3 Square Meals: Maintaining a Healthy Diet as You Age

Senior residents sharing a healthy meal

As people age, the foods they require to maintain a healthy diet also change. Portion sizes may shrink, and the types of food you need for nutritional balance change. As your height, weight, and general health fluctuate, your dietary needs will, too. 

Developing good eating habits starts with having access to the right nutritional knowledge and professional guidance. Continue reading to discover steps you can take to maintain a healthy diet as you age.

Healthy Foods for Seniors

People who are 65 years of age and older are more likely to have cardiovascular-related concerns such as high blood pressure, heart disease, heart failure, and heart attacks. For these reasons, healthcare professionals generally recommend avoiding foods high in saturated fats, artificial sugars, and salt. Along with staying physically active and not smoking, maintaining a healthy weight and following a heart-healthy diet can prevent cardiovascular conditions. 

The good news is there are plenty of healthy and delicious foods you can incorporate into your diet with little change in your eating patterns. Let’s look at food groups that contribute to well-rounded meals for seniors.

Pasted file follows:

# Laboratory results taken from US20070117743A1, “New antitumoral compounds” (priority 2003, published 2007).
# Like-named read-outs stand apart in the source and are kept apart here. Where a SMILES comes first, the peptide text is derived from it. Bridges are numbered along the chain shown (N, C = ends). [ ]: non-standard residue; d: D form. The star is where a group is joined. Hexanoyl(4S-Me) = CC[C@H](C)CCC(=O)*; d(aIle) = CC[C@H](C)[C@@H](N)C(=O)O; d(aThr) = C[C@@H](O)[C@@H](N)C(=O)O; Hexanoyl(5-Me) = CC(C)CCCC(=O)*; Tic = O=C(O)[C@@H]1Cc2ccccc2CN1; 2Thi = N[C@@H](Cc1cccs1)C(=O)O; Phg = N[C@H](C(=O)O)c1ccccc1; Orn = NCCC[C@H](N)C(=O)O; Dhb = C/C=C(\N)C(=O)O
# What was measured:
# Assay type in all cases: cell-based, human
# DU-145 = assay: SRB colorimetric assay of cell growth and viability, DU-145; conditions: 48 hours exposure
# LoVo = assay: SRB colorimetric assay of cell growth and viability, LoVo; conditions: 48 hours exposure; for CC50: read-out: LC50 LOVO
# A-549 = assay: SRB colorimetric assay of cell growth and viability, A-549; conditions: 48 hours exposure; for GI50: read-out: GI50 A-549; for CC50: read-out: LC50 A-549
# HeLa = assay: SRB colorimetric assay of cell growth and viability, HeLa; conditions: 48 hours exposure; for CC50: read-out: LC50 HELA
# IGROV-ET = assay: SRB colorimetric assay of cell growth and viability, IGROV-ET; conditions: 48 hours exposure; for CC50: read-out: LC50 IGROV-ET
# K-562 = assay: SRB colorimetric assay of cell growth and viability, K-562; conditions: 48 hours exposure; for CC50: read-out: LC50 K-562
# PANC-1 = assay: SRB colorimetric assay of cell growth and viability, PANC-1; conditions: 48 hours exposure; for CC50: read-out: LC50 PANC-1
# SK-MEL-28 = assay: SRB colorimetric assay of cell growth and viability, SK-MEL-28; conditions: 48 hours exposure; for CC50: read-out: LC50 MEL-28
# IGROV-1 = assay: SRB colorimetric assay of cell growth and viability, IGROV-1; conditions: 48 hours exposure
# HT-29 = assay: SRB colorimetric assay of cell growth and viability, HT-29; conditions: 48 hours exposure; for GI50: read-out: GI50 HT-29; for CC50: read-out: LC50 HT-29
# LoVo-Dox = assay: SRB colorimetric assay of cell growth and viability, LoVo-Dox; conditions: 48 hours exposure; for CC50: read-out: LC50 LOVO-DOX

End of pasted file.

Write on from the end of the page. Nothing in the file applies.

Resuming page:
Leafy Greens

Leafy greens such as romaine, kale, spinach, chard, and bok choy are low in calories but packed with essential vitamins and minerals. To get more leafy greens in your diet, try the following tips: 

  • Add a handful of greens to smoothies. 
  • Have a side salad with lunch or dinner. 
  • Include leafy greens in homemade soups.

Fruits and Vegetables

According to the Dietary Guidelines for Americans, many older adults don’t consume enough fruit. Fruit has significant health benefits and contains high levels of carbohydrates and fiber. Eating fruit with the skin on can add even more fiber to your diet (but make sure to wash them thoroughly first). Berries provide additional benefits because they include flavonoids, a natural plant pigment that improves memory.

Vegetables are another important source of fiber, and they also contain high amounts of essential nutrients such as potassium and calcium. Nutrient-dense veggies like carrots and brussels sprouts are packed with vitamins A, C, D, and K.

To get more fruits and vegetables in your diet, try the following tips:

  • Have apple or cucumber slices with a sandwich at lunch.
  • Have a small fruit salad or a banana with breakfast.
  • Include berries, a banana, or an avocado in a smoothie.
  • Add strawberries and blueberries to a leafy green salad.
  • Add chopped vegetables and leafy greens to scrambled eggs.
  • Include chopped broccoli or mushrooms (or both!) in creamy dishes such as alfredo.

Not sure which lifestyle option is right for you? We've got a quiz for that. Answer a few questions
to get direction from our experts.

Take the Quiz


Whole Grains